UK Android app devs to get choice of billing system on Google Play


Kudos to Google

In the early days of Play Store, app developers would tell us, "We're on Play Store, Google is doing our marketing, why do we need you?" Now they have conveniently forgotten about that and are trying to pretend that the only value provided by Play Store is payments, which others provide for 3-4%. By giving a takeoff of 3-4 percentage points for alternative billing, Google is making it clear that it also charges only 3-4% for payments and reminding them that, while they're free to take their payments elsewhere, they still need to pay for marketing and other value provided by Play Store. Fair is fair.

Uncle Sam threatens AI with its nastiest weapon: An audit


Height of regulatory overreach. Normally I'd have said if Trump comes back to power next year, all this will get dismantled but, in this case, AI will stonewall the audit all by itself...



LOL reminds me of the convo between NYT reporter Kevin Roose and Sydney chatbot from Microsoft / OpenAI!

Samsung reportedly leaked its own secrets through ChatGPT


How do I upload a PDF file to ChatGPT?

Anyone knows how these guys even managed to upload a PDF to ChatGPT? When I asked ChatGPT this question, this is the answer I got:

"I'm sorry, but as an AI language model, I don't have the capability to receive or store files, including PDFs, from users." ~ https://sharegpt.com/c/7ttzFqL

Users slam SAP's public cloud and S/4HANA migration strategy


Re: "that's not how the cloud works"

"Now"? LOL! The SAP that I've known since 1996 has always tried to decide how you should run your business with emphasis on, say, Best Practice. The success of SAP is also testimony that many companies do want to told by outsiders how to run their company. That said, in the present context, SAP is talking about how cloud works. Its statement is about technology and the infra in which its software runs, so it's not a statement on how you should run your business but more about how I will run my software. Also, almost all SAAS vendors say the same thing, so it's not SAP alone.

India-based cybergang busted for selling fake KFC franchises


No Google Ads?

Woz another scam run a few years ago offering AMUL franchises. It spent a lot of money to buy Google Ads for Amul franchise related keywords. Not sure if the current KFC franchise scammers didn't use Google Ads at all or some PR guys have done a good job to keep Google's name away from the story.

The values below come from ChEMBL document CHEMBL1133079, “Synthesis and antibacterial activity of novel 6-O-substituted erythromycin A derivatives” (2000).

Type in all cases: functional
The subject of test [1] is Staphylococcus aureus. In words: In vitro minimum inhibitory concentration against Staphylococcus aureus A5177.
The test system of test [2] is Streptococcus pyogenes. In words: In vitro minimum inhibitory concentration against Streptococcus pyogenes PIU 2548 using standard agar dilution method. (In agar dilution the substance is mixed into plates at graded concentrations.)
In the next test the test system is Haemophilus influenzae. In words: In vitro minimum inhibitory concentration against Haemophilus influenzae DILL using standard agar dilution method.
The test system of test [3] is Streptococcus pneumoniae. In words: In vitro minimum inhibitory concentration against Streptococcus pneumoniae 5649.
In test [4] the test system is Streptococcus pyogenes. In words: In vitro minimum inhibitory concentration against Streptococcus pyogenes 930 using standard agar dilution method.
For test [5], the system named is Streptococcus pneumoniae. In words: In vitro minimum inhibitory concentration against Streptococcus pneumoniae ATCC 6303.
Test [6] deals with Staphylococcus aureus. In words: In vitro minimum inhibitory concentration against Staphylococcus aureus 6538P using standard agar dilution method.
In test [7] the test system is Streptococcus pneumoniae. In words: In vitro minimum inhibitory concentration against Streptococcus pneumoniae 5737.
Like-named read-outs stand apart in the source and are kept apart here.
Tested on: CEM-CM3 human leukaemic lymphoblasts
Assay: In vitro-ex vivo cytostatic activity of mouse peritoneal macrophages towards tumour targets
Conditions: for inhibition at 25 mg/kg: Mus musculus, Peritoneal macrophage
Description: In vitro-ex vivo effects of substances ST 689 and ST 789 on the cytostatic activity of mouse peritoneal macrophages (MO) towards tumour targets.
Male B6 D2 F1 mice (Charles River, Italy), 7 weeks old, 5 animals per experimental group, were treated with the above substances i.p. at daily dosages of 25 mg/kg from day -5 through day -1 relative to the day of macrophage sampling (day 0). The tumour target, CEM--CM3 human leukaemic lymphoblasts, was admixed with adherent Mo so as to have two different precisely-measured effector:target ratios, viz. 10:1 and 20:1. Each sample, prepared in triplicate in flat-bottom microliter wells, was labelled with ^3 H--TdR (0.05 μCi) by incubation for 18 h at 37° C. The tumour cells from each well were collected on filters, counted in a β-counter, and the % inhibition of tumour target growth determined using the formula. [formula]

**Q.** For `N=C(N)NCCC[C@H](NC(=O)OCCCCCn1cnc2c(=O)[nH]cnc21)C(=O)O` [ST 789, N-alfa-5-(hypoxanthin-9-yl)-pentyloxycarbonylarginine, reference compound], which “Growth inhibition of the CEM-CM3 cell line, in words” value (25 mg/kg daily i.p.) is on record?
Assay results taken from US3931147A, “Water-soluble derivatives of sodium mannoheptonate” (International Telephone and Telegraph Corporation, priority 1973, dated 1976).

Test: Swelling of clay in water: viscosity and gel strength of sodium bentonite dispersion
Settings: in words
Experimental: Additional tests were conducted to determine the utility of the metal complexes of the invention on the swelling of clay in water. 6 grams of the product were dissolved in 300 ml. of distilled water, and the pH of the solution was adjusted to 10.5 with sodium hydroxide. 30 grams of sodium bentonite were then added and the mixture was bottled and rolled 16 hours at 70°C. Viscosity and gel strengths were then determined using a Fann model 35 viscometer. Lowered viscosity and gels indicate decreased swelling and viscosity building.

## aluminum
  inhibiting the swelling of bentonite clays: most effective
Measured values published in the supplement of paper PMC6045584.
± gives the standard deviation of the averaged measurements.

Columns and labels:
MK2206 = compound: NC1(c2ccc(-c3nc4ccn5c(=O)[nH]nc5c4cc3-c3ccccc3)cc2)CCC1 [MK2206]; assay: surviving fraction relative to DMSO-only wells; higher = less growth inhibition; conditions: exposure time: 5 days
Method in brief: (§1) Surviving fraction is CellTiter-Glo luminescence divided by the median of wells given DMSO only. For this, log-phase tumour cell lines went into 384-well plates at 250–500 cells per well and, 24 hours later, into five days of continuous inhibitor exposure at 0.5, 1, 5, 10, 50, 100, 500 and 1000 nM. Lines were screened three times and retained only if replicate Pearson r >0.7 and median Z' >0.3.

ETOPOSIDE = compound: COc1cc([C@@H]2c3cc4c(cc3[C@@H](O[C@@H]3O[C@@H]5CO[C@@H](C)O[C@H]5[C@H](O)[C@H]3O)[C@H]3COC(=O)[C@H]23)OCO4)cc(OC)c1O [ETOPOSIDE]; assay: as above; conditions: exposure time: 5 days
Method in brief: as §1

If scammers use your AI code to rip off victims, the FTC may want a word


Section 230 Safe Harbor

Totally agree, just that regulators conveniently skip the various extant exemptions to the blustery threats they make in public. For example, telephone companies have always enjoyed indemnity from prosecution for the nefarious deeds conducted over their copper and fiber connections.

Global finance wonks worry financial services too invested in outsourcers, Big Tech


Pied Piper of Hamelin

I can't think of a more free will action by IT customers to surrender their independence and lock themselves into a vendor oligopoly than their decision to migrate software systems from onprem to cloud.

Germany to court Indian IT talent – starting with easier visa application processes


Re: so what happened ?

When I lived in Germany, they'd tell me, "German is a very difficult language. Just because you can speak English doesn't mean you can learn German so easily. There's only one You in English. There are two forms of you in German, Sie and Du."

I'd tell them, I come from India, in Hindi, there are three forms of you, namely Aap ("Sie"), Tum and Tu ("Du"), in some parts of India, mother calls child "Aap" and in other parts of India, everybody calls everybody else Tu, so don't worry about me. That'd stop all hints that I couldn't pick up German.


Re: What a difference a change in government makes

I was in Germany at the time and I remember the slogan very well.